China Revises Livestock List to Exclude Dogs in the Wake of Covid19
In a move designed to prevent disease transmission from animals to humans and prioritize animal welfare, China’s Ministry of Agriculture announced it will no longer treat dogs as livestock to be bred for food, milk, fur or fiber, but as human companions to be cared for and protected.
In a draft policy, the government listed the names of animals it considers livestock species, which is open for public comment until May 8. For the first time, it excluded dogs from the list, which has given animal rights activists hope that a country-wide ban on dog meat is imminent.
“As far as dogs are concerned, along with the progress of human civilisation and the public concern and love for animal protection, dogs have been ‘specialised’ to become companion animals, and internationally are not considered to be livestock, and they will not be regulated as livestock in China,” the policy states.
This announcement doesn’t yet function as a ban on dog meat in the country, Humane Society International (HSI)’s Wendy Higgins told The Guardian. But it could be a “game-changer moment for animal welfare in China,” she said. Addressing the negative stereotype of dog-eating in China that is used as an excuse for racism against the Chinese — one that was amplified after the coronavirus pandemic spread throughout the world and people started blaming China’s eating habits for the outbreak — Higgins added the policy “signals a major shift, recognizing that most people in China don’t eat dogs and cats and want an end to the theft of their companion animals for a meat trade that only a small percentage of the population indulge in.”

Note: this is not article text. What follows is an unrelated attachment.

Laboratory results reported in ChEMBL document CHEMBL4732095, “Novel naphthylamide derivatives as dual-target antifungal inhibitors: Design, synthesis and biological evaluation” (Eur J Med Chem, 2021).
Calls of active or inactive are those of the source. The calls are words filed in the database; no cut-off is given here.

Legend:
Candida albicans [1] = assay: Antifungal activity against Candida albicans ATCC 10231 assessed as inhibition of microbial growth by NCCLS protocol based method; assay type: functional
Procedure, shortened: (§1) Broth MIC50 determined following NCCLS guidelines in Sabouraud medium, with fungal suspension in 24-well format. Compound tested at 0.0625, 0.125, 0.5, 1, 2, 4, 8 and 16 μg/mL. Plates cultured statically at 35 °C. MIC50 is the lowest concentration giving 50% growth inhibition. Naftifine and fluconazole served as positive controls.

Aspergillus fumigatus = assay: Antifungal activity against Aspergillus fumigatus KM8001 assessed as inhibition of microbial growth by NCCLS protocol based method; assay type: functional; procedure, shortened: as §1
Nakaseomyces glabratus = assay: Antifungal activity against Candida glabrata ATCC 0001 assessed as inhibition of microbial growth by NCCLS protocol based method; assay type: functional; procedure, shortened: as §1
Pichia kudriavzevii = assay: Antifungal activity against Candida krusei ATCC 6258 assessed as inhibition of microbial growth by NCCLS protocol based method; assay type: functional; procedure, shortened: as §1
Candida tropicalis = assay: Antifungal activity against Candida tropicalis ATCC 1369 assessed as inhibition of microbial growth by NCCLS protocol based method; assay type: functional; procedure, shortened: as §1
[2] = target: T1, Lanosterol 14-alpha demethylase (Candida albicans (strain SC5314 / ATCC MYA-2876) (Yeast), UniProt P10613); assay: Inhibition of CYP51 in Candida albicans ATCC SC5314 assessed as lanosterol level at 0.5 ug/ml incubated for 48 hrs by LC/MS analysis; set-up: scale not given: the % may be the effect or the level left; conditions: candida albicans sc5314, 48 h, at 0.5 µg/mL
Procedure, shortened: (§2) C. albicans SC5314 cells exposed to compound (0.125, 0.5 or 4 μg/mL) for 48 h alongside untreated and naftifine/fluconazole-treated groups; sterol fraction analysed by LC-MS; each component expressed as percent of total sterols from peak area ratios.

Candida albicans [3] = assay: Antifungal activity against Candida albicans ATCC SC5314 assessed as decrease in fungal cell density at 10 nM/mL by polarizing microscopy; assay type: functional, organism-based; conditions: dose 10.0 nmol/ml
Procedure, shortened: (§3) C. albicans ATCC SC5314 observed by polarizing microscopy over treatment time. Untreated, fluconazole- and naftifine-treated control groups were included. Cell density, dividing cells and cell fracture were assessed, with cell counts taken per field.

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China has also banned the breeding, trading and consumption of wildlife in light of Covid19, which originated in horseshoe bats and could have passed onto humans in the markets of Wuhan, China. Animal rights activists hope this announcement enables states in China to follow the lead of the city of Shenzhen, which banned the consumption of cat and dog meat in February.
Going one step further, People for the Ethical Treatment of Animals (PETA) called upon the rest of the world to reassess its relationship with food animals. “If China can reexamine its relationship with dogs, then the West can reexamine its relationship with chickens, cows, pigs, and turkeys. PETA urges everyone to see all animals as the thinking, feeling individuals they are and move toward a vegan world in which people respect life in all its varied forms,” the animal rights organization said in a statement.